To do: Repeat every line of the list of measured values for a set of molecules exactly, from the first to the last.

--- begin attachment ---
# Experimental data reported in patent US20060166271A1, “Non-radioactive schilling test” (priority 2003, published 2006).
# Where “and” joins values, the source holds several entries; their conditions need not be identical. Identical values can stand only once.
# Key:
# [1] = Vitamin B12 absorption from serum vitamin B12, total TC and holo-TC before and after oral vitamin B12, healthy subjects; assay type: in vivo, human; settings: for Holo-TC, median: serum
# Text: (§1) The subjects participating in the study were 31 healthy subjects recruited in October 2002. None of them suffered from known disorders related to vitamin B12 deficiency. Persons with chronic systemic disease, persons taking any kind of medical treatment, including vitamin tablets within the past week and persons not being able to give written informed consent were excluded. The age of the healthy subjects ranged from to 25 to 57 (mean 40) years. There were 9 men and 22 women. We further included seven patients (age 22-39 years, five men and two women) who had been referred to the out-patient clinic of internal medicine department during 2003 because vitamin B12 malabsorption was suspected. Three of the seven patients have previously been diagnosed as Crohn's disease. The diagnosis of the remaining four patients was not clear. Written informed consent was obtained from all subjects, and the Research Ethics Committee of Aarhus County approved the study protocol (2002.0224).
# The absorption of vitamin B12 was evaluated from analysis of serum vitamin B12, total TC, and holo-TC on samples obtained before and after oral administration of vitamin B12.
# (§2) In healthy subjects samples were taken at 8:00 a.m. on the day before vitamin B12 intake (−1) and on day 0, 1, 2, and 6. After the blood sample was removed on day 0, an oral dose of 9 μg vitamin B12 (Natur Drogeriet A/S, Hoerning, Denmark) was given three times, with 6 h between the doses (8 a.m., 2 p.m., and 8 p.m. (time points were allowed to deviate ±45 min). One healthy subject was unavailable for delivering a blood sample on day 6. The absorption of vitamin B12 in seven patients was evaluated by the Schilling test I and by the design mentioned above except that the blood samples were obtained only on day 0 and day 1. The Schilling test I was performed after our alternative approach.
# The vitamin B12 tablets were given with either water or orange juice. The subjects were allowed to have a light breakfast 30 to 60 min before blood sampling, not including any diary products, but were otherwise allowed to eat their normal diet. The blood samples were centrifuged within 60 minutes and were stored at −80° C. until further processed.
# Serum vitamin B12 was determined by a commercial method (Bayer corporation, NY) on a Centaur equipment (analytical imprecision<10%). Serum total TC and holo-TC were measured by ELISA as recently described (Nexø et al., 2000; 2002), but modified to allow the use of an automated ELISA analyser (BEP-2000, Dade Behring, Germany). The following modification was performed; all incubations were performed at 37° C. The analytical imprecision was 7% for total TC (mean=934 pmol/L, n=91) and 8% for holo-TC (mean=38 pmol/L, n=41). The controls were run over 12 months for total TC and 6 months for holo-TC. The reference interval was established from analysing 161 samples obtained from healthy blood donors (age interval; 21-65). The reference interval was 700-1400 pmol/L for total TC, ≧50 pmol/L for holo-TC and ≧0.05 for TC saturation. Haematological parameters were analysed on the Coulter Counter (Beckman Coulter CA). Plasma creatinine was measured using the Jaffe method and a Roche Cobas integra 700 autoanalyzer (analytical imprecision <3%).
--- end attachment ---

# Experimental data reported in patent US20060166271A1, “Non-radioactive schilling test” (priority 2003, published 2006).
# Where “and” joins values, the source holds several entries; their conditions need not be identical. Identical values can stand only once.
# Key:
# [1] = Vitamin B12 absorption from serum vitamin B12, total TC and holo-TC before and after oral vitamin B12, healthy subjects; assay type: in vivo, human; settings: for Holo-TC, median: serum
# Text: (§1) The subjects participating in the study were 31 healthy subjects recruited in October 2002. None of them suffered from known disorders related to vitamin B12 deficiency. Persons with chronic systemic disease, persons taking any kind of medical treatment, including vitamin tablets within the past week and persons not being able to give written informed consent were excluded. The age of the healthy subjects ranged from to 25 to 57 (mean 40) years. There were 9 men and 22 women. We further included seven patients (age 22-39 years, five men and two women) who had been referred to the out-patient clinic of internal medicine department during 2003 because vitamin B12 malabsorption was suspected. Three of the seven patients have previously been diagnosed as Crohn's disease. The diagnosis of the remaining four patients was not clear. Written informed consent was obtained from all subjects, and the Research Ethics Committee of Aarhus County approved the study protocol (2002.0224).
# The absorption of vitamin B12 was evaluated from analysis of serum vitamin B12, total TC, and holo-TC on samples obtained before and after oral administration of vitamin B12.
# (§2) In healthy subjects samples were taken at 8:00 a.m. on the day before vitamin B12 intake (−1) and on day 0, 1, 2, and 6. After the blood sample was removed on day 0, an oral dose of 9 μg vitamin B12 (Natur Drogeriet A/S, Hoerning, Denmark) was given three times, with 6 h between the doses (8 a.m., 2 p.m., and 8 p.m. (time points were allowed to deviate ±45 min). One healthy subject was unavailable for delivering a blood sample on day 6. The absorption of vitamin B12 in seven patients was evaluated by the Schilling test I and by the design mentioned above except that the blood samples were obtained only on day 0 and day 1. The Schilling test I was performed after our alternative approach.
# The vitamin B12 tablets were given with either water or orange juice. The subjects were allowed to have a light breakfast 30 to 60 min before blood sampling, not including any diary products, but were otherwise allowed to eat their normal diet. The blood samples were centrifuged within 60 minutes and were stored at −80° C. until further processed.
# Serum vitamin B12 was determined by a commercial method (Bayer corporation, NY) on a Centaur equipment (analytical imprecision<10%). Serum total TC and holo-TC were measured by ELISA as recently described (Nexø et al., 2000; 2002), but modified to allow the use of an automated ELISA analyser (BEP-2000, Dade Behring, Germany). The following modification was performed; all incubations were performed at 37° C. The analytical imprecision was 7% for total TC (mean=934 pmol/L, n=91) and 8% for holo-TC (mean=38 pmol/L, n=41). The controls were run over 12 months for total TC and 6 months for holo-TC. The reference interval was established from analysing 161 samples obtained from healthy blood donors (age interval; 21-65). The reference interval was 700-1400 pmol/L for total TC, ≧50 pmol/L for holo-TC and ≧0.05 for TC saturation. Haematological parameters were analysed on the Coulter Counter (Beckman Coulter CA). Plasma creatinine was measured using the Jaffe method and a Roche Cobas integra 700 autoanalyzer (analytical imprecision <3%).